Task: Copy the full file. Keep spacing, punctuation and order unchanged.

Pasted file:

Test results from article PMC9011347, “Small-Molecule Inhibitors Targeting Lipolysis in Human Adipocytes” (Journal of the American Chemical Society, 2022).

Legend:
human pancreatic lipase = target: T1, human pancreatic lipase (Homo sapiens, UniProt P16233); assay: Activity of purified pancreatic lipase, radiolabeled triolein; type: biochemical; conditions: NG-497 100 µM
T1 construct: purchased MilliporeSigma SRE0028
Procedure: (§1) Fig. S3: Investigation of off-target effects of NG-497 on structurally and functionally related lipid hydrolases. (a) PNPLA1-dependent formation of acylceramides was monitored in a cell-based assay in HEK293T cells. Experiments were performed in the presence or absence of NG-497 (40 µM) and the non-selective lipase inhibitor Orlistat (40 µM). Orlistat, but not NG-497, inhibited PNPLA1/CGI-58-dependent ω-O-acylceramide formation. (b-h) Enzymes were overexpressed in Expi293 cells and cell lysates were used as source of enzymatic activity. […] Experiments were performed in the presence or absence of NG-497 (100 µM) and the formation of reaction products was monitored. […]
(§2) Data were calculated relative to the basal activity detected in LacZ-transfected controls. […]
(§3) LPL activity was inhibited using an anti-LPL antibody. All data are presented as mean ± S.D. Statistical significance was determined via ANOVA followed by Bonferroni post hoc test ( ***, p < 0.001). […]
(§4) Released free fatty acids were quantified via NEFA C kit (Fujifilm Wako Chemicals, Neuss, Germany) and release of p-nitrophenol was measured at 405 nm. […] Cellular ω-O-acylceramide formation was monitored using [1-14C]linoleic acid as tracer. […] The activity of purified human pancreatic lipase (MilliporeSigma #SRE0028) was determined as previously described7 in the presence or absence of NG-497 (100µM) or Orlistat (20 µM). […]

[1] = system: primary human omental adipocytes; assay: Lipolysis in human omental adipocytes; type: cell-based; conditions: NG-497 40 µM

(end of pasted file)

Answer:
Test results from article PMC9011347, “Small-Molecule Inhibitors Targeting Lipolysis in Human Adipocytes” (Journal of the American Chemical Society, 2022).

Legend:
human pancreatic lipase = target: T1, human pancreatic lipase (Homo sapiens, UniProt P16233); assay: Activity of purified pancreatic lipase, radiolabeled triolein; type: biochemical; conditions: NG-497 100 µM
T1 construct: purchased MilliporeSigma SRE0028
Procedure: (§1) Fig. S3: Investigation of off-target effects of NG-497 on structurally and functionally related lipid hydrolases. (a) PNPLA1-dependent formation of acylceramides was monitored in a cell-based assay in HEK293T cells. Experiments were performed in the presence or absence of NG-497 (40 µM) and the non-selective lipase inhibitor Orlistat (40 µM). Orlistat, but not NG-497, inhibited PNPLA1/CGI-58-dependent ω-O-acylceramide formation. (b-h) Enzymes were overexpressed in Expi293 cells and cell lysates were used as source of enzymatic activity. […] Experiments were performed in the presence or absence of NG-497 (100 µM) and the formation of reaction products was monitored. […]
(§2) Data were calculated relative to the basal activity detected in LacZ-transfected controls. […]
(§3) LPL activity was inhibited using an anti-LPL antibody. All data are presented as mean ± S.D. Statistical significance was determined via ANOVA followed by Bonferroni post hoc test ( ***, p < 0.001). […]
(§4) Released free fatty acids were quantified via NEFA C kit (Fujifilm Wako Chemicals, Neuss, Germany) and release of p-nitrophenol was measured at 405 nm. […] Cellular ω-O-acylceramide formation was monitored using [1-14C]linoleic acid as tracer. […] The activity of purified human pancreatic lipase (MilliporeSigma #SRE0028) was determined as previously described7 in the presence or absence of NG-497 (100µM) or Orlistat (20 µM). […]

[1] = system: primary human omental adipocytes; assay: Lipolysis in human omental adipocytes; type: cell-based; conditions: NG-497 40 µM